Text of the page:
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Bank of America, N.A. v. Burkhart

Superior Court of Maine

April 29, 2016

BANK OF AMERICA, N.A., Plaintiff
v.
FAY A. BURKHART, et al., Defendant

          JAMES GARNET ESQ FRANK CHOWDRY ESQ, THOMAS E DELAHANTY II ES, WENDY PARADIS ESQ

          ORDER

          Nancy Mills Justice, Superior Court

         Before the court are (1) defendant Fay Burkhart's motion for partial judgment on the pleadings, or in the alternative, partial summary judgment; (2) third party defendant iReverse Home Loans, LLC's motion to set aside an entry of default; and (3) defendant's amended motion for default judgment against iReverse. For the following reasons, the motion for partial judgment on the pleadings is denied and the motion to set aside the entry of default is denied. The court defers ruling on the motion for default judgment until after a hearing on damages. FACTS

         Plaintiff filed its complaint for foreclosure in Bridgton District Court on August 21, 2015. Plaintiff seeks to foreclose on property located at 46 Nasons Beach Road in Sebago. On September 21, 2015, defendant filed an answer and a counterclaim with three counts against plaintiff: count I, fraud in the inducement; count II, slander of title; and count III, unfair trade practices. Defendant also initiated a third party complaint against iReverse, defendant's mortgage broker, with two counts: count I, incorporating claims of fraud in the inducement and unfair trade practices from defendant's counterclaim; and count II, breach of fiduciary duty. Also on September 21, 2015, defendant removed the case to Superior Court.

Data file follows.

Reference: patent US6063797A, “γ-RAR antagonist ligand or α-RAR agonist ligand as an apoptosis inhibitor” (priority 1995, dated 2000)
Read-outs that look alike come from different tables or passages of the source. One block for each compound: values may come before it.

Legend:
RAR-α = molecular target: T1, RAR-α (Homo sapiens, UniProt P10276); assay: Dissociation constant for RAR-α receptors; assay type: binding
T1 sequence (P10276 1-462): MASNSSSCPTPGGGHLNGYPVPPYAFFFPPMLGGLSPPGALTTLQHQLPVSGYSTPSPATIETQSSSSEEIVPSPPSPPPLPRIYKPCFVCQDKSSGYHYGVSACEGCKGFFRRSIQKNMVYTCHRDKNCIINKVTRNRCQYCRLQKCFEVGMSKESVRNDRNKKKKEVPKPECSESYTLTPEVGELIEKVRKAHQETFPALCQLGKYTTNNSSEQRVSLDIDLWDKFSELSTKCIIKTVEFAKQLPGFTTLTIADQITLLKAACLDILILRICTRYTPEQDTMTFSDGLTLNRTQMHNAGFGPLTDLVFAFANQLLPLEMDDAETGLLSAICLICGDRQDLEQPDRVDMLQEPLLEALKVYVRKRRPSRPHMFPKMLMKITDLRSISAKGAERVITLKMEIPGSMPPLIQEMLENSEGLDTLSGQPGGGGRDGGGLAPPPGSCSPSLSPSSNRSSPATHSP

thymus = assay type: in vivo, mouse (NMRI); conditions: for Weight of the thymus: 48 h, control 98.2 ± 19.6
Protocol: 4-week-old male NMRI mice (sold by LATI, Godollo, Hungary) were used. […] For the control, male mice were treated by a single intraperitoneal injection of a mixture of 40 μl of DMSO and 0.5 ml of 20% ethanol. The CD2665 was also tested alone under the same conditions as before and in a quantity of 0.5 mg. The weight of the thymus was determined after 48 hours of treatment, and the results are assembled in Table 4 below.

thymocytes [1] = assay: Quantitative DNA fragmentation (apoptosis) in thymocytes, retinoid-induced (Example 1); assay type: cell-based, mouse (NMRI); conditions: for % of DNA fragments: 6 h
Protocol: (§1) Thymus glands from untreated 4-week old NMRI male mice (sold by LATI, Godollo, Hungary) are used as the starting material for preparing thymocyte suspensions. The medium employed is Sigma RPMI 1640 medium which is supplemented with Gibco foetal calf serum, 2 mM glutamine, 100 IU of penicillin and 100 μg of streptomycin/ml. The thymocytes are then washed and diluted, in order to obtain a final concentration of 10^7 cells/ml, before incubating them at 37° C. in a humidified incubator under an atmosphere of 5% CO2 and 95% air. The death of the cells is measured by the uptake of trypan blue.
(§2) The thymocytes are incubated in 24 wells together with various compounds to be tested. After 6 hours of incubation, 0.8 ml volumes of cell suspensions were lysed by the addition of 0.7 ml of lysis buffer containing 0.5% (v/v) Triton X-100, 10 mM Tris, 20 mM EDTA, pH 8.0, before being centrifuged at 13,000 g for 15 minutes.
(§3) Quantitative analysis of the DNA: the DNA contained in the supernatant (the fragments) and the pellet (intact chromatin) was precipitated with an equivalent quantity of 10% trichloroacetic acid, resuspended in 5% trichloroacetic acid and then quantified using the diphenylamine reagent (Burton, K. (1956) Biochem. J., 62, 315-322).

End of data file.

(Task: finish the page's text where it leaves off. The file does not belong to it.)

Mediation was scheduled for December 18, 2015. On November 30, 2015, plaintiff filed a motion to terminate mediation. On December 15, 2015, defendant opposed the motion and also moved for partial judgment on the pleadings, or in the l alternative, partial summary judgment. Mediation occurred on December 18, 2015, and a final mediator's report was filed that same day. The third party complaint and summons were served on iReverse's registered agent in Baltimore, Maryland on December 23, 2015. On January 5, 2016, plaintiff opposed defendant's motion for partial judgment on the pleadings. Defendant filed a reply on January 12, 2016.

         On January 13, 2016, defendant filed an application to the clerk for an entry of default against iReverse and a motion to the court for default judgment against iReverse. The clerk entered default against iReverse on January 21, 2016. Also on January 21, 2016, defendant filed an amended motion for default judgment, counsel for iReverse entered an appearance, and iReverse filed an answer to defendant's third party complaint. On January 26, 2016, iReverse filed a motion to set aside the entry of default and an opposition to defendant's motion for default judgment.

         On February 1, 2016, the court issued an order stating that the motion to terminate mediation was moot. On February 4, 2016, defendant filed an amended affidavit to its amended motion for default judgment, an opposition to iReverse's motion to set aside the entry of default, and a reply to iReverse's opposition to the motion for default judgment. Also on February 4, 2016, iReverse filed an opposition to defendant's amended motion for default judgment. On February 11, 2016, iReverse filed a reply to defendant's opposition to the motion to set aside the entry of default.

          DISCUSSION

         1. Motion for Partial Tudgment on the Pleadings